Following the announcement made by Government on measures to address resurgent macroeconomic instability and stabilise local currency volatility on the 11th of May 2023, Buy Zimbabwe held a meeting to discuss the measures today.
In a statement, Buy Zimbabwe Chairman Munyaradzi Hwengwere revealed that the members agreed on the need to continue engaging government to refine its policies to promote production and consumption of local products and services.
“While noting the new measures, business felt the need to level the playing field between local producers and foreign suppliers.
“ For example, local sugar manufacturers are required to fortify their product yet unfortified sugar has been allowed to enter the local market.
“Buy Zimbabwe also noted that previously when government has allowed duty free imports of certain products, there has been a general rise in the smuggling of products not covered by the Open General Import Licence (OGIL), suggesting the need to enhance monitoring of the country’s borders,” reads the statement.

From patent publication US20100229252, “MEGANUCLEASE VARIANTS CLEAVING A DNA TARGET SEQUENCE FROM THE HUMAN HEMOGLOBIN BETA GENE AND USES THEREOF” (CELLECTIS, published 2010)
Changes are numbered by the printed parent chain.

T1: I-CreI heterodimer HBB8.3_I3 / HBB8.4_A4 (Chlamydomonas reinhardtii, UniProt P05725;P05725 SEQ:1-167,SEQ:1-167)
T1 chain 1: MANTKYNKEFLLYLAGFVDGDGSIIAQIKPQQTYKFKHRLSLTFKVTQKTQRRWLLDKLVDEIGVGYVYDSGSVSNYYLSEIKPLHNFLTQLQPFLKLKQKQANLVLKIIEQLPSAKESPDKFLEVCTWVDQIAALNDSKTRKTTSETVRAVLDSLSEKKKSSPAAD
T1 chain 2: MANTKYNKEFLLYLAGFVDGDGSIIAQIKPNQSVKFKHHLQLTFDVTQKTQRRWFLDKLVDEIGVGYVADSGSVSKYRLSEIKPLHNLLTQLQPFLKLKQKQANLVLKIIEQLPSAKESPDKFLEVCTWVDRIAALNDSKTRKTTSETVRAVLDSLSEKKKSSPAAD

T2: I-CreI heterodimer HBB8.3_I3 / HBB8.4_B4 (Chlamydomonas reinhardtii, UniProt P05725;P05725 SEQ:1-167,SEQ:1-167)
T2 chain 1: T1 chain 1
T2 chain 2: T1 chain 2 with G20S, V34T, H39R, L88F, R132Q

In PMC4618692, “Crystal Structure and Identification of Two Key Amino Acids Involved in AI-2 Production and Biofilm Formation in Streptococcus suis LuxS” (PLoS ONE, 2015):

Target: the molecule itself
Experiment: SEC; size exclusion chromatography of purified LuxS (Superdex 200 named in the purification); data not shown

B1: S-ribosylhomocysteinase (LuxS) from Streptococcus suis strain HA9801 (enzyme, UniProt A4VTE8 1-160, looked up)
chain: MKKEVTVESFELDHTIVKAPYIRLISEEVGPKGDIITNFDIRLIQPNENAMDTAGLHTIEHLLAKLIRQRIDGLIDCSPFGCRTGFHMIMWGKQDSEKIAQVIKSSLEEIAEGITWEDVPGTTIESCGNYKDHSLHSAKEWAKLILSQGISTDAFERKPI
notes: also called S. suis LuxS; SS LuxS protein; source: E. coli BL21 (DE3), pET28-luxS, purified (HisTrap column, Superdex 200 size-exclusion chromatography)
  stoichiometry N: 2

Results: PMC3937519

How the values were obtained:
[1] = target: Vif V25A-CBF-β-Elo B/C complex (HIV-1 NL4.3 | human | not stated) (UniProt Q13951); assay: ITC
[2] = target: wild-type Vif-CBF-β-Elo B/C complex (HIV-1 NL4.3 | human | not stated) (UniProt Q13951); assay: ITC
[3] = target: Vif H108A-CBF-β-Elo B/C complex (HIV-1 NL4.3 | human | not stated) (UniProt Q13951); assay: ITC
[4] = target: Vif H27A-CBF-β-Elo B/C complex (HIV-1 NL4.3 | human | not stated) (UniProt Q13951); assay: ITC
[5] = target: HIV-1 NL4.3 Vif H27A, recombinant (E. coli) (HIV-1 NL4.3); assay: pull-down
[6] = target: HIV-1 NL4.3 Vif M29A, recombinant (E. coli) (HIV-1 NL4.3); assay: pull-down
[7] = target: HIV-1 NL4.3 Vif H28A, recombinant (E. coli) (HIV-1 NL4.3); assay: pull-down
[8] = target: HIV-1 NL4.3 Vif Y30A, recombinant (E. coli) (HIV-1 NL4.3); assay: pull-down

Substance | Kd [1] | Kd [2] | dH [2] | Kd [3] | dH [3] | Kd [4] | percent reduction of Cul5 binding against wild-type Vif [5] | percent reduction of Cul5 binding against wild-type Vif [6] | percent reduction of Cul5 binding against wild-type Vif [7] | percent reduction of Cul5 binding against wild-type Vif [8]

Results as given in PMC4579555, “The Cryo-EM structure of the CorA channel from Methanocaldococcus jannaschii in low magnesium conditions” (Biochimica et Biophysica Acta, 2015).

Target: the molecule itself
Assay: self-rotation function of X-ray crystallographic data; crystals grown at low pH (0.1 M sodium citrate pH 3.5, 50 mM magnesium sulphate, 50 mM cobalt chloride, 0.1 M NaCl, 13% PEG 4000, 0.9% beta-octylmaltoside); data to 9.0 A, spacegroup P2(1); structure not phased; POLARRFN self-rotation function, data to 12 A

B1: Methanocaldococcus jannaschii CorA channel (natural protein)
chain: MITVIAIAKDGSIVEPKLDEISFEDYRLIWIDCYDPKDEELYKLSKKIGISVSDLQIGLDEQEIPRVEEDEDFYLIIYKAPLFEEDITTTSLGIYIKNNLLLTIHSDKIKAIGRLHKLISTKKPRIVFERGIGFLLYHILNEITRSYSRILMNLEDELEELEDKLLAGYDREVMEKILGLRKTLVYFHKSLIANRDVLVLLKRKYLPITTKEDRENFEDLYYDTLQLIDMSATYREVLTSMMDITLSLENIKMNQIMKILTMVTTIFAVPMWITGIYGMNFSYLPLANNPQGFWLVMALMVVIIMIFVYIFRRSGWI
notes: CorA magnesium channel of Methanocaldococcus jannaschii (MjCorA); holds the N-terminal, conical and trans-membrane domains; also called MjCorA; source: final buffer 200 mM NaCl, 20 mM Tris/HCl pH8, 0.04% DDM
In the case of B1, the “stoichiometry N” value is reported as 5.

He added that the members agreed on the need to increase engagement with local consumers , pointing to the quality of local products.
“In the meeting the position of business was that they are not averse to competition but opening the country’s borders to imports must be accompanied by efforts directed at reducing cost and enhancing ease of doing business for local companies.
“In the main, Buy Zimbabwe members agreed on the need to increase engagement with local consumers to emphasise quality of Zimbabwean products and the role of local production in promoting the industrialisation agenda.
“Buy Zimbabwe remains committed to the production, promotion and preference of local products and services to create and preserve jobs, wealth and pride,” he said.
Import duty and import VAT was suspended on 10 basic goods which are maize meal, rice, milk, flour, salt, cooking oil, petroleum jelly, toothpaste, bath soap and washing powder.
The suspension shall be valid for six months from yesterday and is likely to force Zimbabwean producers to keep their prices within the limits of foreign competitors, especially as retailers and wholesalers can now keep all the foreign currency they collect from customers.